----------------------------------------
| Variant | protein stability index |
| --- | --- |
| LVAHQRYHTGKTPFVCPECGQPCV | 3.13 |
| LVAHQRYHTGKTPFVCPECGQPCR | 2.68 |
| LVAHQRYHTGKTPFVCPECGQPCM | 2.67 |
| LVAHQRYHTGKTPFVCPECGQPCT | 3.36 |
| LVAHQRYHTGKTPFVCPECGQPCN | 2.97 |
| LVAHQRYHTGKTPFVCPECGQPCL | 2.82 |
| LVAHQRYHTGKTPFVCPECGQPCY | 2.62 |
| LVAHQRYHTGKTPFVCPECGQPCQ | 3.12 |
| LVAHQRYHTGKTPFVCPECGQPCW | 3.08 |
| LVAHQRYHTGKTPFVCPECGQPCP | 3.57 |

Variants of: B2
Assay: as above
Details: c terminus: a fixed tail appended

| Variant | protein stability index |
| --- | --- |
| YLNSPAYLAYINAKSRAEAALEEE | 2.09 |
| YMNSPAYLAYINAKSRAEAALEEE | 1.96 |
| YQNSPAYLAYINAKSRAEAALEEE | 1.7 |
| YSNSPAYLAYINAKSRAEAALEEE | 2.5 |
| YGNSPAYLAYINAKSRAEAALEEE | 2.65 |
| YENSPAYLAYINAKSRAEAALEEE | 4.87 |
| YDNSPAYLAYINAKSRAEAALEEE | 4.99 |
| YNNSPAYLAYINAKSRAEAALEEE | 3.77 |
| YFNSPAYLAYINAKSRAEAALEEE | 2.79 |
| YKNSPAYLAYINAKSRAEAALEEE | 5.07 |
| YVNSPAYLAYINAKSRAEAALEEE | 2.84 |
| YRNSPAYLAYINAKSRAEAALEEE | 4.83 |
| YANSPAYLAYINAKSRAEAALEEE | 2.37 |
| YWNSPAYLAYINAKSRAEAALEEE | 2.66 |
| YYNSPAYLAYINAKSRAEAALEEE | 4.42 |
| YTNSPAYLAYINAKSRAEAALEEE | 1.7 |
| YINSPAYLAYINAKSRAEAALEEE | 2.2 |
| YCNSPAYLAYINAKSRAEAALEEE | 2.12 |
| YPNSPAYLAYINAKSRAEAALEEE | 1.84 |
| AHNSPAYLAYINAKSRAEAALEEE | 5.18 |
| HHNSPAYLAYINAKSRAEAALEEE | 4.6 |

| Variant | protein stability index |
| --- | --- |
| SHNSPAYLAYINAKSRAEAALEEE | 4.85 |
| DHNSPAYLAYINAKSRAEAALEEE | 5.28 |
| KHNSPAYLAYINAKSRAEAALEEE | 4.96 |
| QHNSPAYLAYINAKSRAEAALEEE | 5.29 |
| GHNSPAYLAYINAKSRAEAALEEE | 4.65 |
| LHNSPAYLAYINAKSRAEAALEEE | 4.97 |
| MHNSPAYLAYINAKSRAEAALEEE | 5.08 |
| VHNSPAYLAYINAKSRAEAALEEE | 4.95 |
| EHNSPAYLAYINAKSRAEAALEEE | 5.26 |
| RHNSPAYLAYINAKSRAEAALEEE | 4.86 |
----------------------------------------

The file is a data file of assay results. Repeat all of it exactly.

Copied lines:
| Variant | protein stability index |
| --- | --- |
| LVAHQRYHTGKTPFVCPECGQPCV | 3.13 |
| LVAHQRYHTGKTPFVCPECGQPCR | 2.68 |
| LVAHQRYHTGKTPFVCPECGQPCM | 2.67 |
| LVAHQRYHTGKTPFVCPECGQPCT | 3.36 |
| LVAHQRYHTGKTPFVCPECGQPCN | 2.97 |
| LVAHQRYHTGKTPFVCPECGQPCL | 2.82 |
| LVAHQRYHTGKTPFVCPECGQPCY | 2.62 |
| LVAHQRYHTGKTPFVCPECGQPCQ | 3.12 |
| LVAHQRYHTGKTPFVCPECGQPCW | 3.08 |
| LVAHQRYHTGKTPFVCPECGQPCP | 3.57 |

Variants of: B2
Assay: as above
Details: c terminus: a fixed tail appended

| Variant | protein stability index |
| --- | --- |
| YLNSPAYLAYINAKSRAEAALEEE | 2.09 |
| YMNSPAYLAYINAKSRAEAALEEE | 1.96 |
| YQNSPAYLAYINAKSRAEAALEEE | 1.7 |
| YSNSPAYLAYINAKSRAEAALEEE | 2.5 |
| YGNSPAYLAYINAKSRAEAALEEE | 2.65 |
| YENSPAYLAYINAKSRAEAALEEE | 4.87 |
| YDNSPAYLAYINAKSRAEAALEEE | 4.99 |
| YNNSPAYLAYINAKSRAEAALEEE | 3.77 |
| YFNSPAYLAYINAKSRAEAALEEE | 2.79 |
| YKNSPAYLAYINAKSRAEAALEEE | 5.07 |
| YVNSPAYLAYINAKSRAEAALEEE | 2.84 |
| YRNSPAYLAYINAKSRAEAALEEE | 4.83 |
| YANSPAYLAYINAKSRAEAALEEE | 2.37 |
| YWNSPAYLAYINAKSRAEAALEEE | 2.66 |
| YYNSPAYLAYINAKSRAEAALEEE | 4.42 |
| YTNSPAYLAYINAKSRAEAALEEE | 1.7 |
| YINSPAYLAYINAKSRAEAALEEE | 2.2 |
| YCNSPAYLAYINAKSRAEAALEEE | 2.12 |
| YPNSPAYLAYINAKSRAEAALEEE | 1.84 |
| AHNSPAYLAYINAKSRAEAALEEE | 5.18 |
| HHNSPAYLAYINAKSRAEAALEEE | 4.6 |

| Variant | protein stability index |
| --- | --- |
| SHNSPAYLAYINAKSRAEAALEEE | 4.85 |
| DHNSPAYLAYINAKSRAEAALEEE | 5.28 |
| KHNSPAYLAYINAKSRAEAALEEE | 4.96 |
| QHNSPAYLAYINAKSRAEAALEEE | 5.29 |
| GHNSPAYLAYINAKSRAEAALEEE | 4.65 |
| LHNSPAYLAYINAKSRAEAALEEE | 4.97 |
| MHNSPAYLAYINAKSRAEAALEEE | 5.08 |
| VHNSPAYLAYINAKSRAEAALEEE | 4.95 |
| EHNSPAYLAYINAKSRAEAALEEE | 5.26 |
| RHNSPAYLAYINAKSRAEAALEEE | 4.86 |